Baltimore’s Seventh-Inning Tradition Within a Tradition
By Mike Gibbons
Well, life on the farm is kinda laid back, ain’t much an old country boy like me can’t hack…
Legend has it that baseball’s seventh-inning stretch tradition goes all the way back to Cincinnati in 1869. That’s when pockets of fans (or “cranks,” as they were called back then) reportedly first rose, perhaps to sweep off the dust, shake out the splinters or maybe to reenergize their baseball juices for roughly the last third of the old ballgame.
Roughly a half-century later, during the “war to end all wars," the “stretch” tradition was more formally adopted when, during the seventh inning of Game 1 of the 1918 World Series (Boston Red Sox at Chicago Cubs), the band offered a rousing rendition of “The Star Spangled Banner” to honor America’s fighting men.
As Red Sox pitcher Babe Ruth warmed up on the mound, fans rose in unison, standing at attention. So did the players. And everyone sang along, enjoying the musical interlude so much that they tried it again in Game 2 and then for the rest of the Series.
The tradition became so well ensconced that every major league ballpark now plays music to help fans stretch away, game in and game out. And that, of course, includes Baltimore, where we have enjoyed a seventh-inning tradition within a tradition for 32 years and counting.
It’s early to rise, early in the sack, Thank God I’m a country boy.
“Thank God I’m A Country Boy” was composed by young songwriter John Sommers on Dec. 31, 1973, as the guitar/fiddle player in John Denver’s backup band was driving from his home in Aspen to Los Angeles. Sommers recalls that at the time he was feeling “peaceful, happy and content” with his lot in life, and started scribbling some notes about his blissful state along the way. They served as the inspiration for “Thank God I’m A Country Boy,” which Sommers wrote and John Denver recorded as part of his "Back Home Again" album in 1974.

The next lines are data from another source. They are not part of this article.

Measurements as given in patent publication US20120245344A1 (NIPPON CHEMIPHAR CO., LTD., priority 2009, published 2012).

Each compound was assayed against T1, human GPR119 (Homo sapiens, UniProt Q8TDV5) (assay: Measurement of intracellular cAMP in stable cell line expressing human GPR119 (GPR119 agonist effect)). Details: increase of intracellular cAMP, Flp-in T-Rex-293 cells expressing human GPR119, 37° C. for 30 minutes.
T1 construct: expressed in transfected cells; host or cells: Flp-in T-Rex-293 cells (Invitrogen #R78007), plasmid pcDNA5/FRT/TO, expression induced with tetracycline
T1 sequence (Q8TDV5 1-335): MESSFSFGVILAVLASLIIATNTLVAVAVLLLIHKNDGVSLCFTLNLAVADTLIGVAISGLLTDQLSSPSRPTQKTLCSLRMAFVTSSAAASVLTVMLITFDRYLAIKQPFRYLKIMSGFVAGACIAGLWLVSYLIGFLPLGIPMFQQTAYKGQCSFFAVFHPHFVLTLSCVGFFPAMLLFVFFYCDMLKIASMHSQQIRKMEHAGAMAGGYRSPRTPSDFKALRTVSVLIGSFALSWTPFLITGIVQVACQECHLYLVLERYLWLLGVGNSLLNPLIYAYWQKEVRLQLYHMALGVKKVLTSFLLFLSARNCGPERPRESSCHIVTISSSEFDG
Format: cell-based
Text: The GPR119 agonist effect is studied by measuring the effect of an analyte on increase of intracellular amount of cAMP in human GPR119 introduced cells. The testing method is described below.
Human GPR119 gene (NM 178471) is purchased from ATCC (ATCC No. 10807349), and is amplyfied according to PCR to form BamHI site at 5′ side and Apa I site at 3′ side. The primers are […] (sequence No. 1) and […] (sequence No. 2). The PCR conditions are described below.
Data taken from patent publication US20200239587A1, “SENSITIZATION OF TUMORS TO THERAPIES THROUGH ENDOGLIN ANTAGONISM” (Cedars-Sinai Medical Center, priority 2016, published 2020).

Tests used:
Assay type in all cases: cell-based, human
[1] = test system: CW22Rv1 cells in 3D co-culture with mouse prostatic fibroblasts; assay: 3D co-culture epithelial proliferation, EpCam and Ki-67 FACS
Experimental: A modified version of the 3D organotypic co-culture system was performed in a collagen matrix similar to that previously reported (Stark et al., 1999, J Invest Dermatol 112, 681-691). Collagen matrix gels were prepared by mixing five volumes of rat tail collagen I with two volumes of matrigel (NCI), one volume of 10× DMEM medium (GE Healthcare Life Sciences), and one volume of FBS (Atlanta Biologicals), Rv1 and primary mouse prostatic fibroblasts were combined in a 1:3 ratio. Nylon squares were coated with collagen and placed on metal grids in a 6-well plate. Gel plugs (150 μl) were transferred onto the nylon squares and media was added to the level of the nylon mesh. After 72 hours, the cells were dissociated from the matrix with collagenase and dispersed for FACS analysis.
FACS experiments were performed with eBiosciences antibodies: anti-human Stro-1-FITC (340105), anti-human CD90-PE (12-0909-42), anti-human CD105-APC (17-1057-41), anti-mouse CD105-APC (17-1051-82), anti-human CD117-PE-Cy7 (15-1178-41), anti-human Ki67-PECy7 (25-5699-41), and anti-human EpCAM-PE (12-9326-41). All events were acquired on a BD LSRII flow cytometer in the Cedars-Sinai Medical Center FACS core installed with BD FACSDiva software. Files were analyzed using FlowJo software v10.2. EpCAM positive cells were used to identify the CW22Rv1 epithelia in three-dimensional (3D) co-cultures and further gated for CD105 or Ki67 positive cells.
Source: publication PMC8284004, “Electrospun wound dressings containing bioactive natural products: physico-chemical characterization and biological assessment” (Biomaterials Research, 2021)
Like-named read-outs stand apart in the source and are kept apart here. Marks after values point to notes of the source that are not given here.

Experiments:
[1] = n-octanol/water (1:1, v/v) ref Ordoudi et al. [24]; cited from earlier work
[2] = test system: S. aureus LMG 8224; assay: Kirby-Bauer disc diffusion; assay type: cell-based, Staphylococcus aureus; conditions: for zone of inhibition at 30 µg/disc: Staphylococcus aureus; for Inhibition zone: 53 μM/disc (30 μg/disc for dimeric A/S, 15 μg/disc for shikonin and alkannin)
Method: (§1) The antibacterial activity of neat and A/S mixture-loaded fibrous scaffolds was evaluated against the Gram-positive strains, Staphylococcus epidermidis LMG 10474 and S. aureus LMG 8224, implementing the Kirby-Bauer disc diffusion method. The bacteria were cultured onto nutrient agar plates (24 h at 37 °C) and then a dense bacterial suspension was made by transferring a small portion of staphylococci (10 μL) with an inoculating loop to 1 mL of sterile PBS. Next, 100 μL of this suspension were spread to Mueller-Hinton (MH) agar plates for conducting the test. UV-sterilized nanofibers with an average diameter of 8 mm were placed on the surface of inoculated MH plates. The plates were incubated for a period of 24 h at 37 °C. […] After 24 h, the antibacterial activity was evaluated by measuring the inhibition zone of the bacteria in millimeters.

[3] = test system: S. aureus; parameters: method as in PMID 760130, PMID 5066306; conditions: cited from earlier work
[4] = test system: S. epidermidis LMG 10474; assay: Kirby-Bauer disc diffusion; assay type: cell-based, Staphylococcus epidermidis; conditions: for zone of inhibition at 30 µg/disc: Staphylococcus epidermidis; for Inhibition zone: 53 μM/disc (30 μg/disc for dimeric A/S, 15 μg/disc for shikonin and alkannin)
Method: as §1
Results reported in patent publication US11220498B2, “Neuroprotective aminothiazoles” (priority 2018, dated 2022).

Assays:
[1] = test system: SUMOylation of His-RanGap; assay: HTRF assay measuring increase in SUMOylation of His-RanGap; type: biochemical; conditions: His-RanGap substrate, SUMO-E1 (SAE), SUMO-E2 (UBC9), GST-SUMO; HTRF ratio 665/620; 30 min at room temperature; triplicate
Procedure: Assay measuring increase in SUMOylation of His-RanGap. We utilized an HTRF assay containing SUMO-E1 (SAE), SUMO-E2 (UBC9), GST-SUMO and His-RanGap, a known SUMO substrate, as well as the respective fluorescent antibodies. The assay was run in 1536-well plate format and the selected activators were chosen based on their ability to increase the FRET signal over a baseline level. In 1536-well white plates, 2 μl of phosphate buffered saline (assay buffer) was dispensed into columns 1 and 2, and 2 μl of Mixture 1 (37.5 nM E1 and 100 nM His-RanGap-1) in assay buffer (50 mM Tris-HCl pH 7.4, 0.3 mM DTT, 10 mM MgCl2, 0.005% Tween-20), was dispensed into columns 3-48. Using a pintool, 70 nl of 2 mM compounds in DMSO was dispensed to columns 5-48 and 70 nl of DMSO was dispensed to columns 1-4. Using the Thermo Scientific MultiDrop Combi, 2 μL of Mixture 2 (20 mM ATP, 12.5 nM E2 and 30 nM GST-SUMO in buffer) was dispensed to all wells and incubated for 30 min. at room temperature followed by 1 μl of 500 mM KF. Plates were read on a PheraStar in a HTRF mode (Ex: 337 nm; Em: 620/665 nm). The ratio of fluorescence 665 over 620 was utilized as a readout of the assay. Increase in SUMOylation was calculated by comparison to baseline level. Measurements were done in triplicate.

In the summer of ’74, Denver performed the song live at the Universal Amphitheatre in Los Angeles as part of a set that was recorded and released in 1975 as the two-record album, "An Evening With John Denver." Fans liked the live version of “Country Boy” enough that the song was released as a single that February. By June it reached No. 1 on the charts where it stayed for the next 22 weeks.
Coincidently, 1975 was the year the Orioles, at the suggestion of general manager Frank Cashen, began playing pop music to reach out to younger fans. Throughout the ’50s, ’60s and early ’70s the Orioles played “old folks” and organ music, and Cashen felt it was time for a change. So that season, public relations director Bob Brown began playing pop tunes during the seventh-inning stretch to see if anything would “take.”
Late that season, shortstop Mark Belanger and his wife, Dee, went to Brown and suggested he try “Country Boy.” The Belangers were fans and friends of Denver; they felt the song might catch on.
A simple kind of life never did me no harm, raisin’ me a family and workin’ on the farm…
And catch on it did. Fans seemed to like its peppy, toe-tapping attitude, and so did the players. Orioles’ current general manager Mike Flanagan, a Cy Young Award winner for Baltimore in 1979, said his teammates liked the song because it served as a daily wakeup call. It reminded them that if they were down, they still had nine outs and plenty of time to come back.
Flanagan remembered the song as inspirational. “The guys felt like, ‘We can do this,’ and a lot of times we did,” he said.
The fans seemed to sense their team was responding to “Country Boy” as well, and that added to its allure, enough to make it a resident seventh-inning stretch fixture at Orioles games from then on. On several occasions, the Orioles felt their fans might be growing tired of their popular foot-stomper, and suggested changing it. On Opening Day in 1980, they played “Oriole Magic," a popular jingle the team had produced during the ’79 campaign.
“We got booed; I mean we really got booed,” Brown said. “People had been waiting all winter to hear their ‘Country Boy.’ It was very humbling.”
In 1994, the team offered baseball’s anthem, “Take Me Out to the Ballgame,” only to generate a similarly negative response. Today, the team plays “Take Me Out to the Ballgame” as a warmup to “Country Boy,” and the fans seem accepting.
So for more than three decades, Orioles fans and players alike have been inspired by the odd-fellow marriage of baseball, Baltimore and “Thank God I’m A Country Boy.” It gives the Birds a home-field advantage that, as Dee Belanger puts it, “still has a long, long way to go.”
My days are filled with an easy country charm, thank God I’m a country boy.
Issue 2.27: July 5, 2007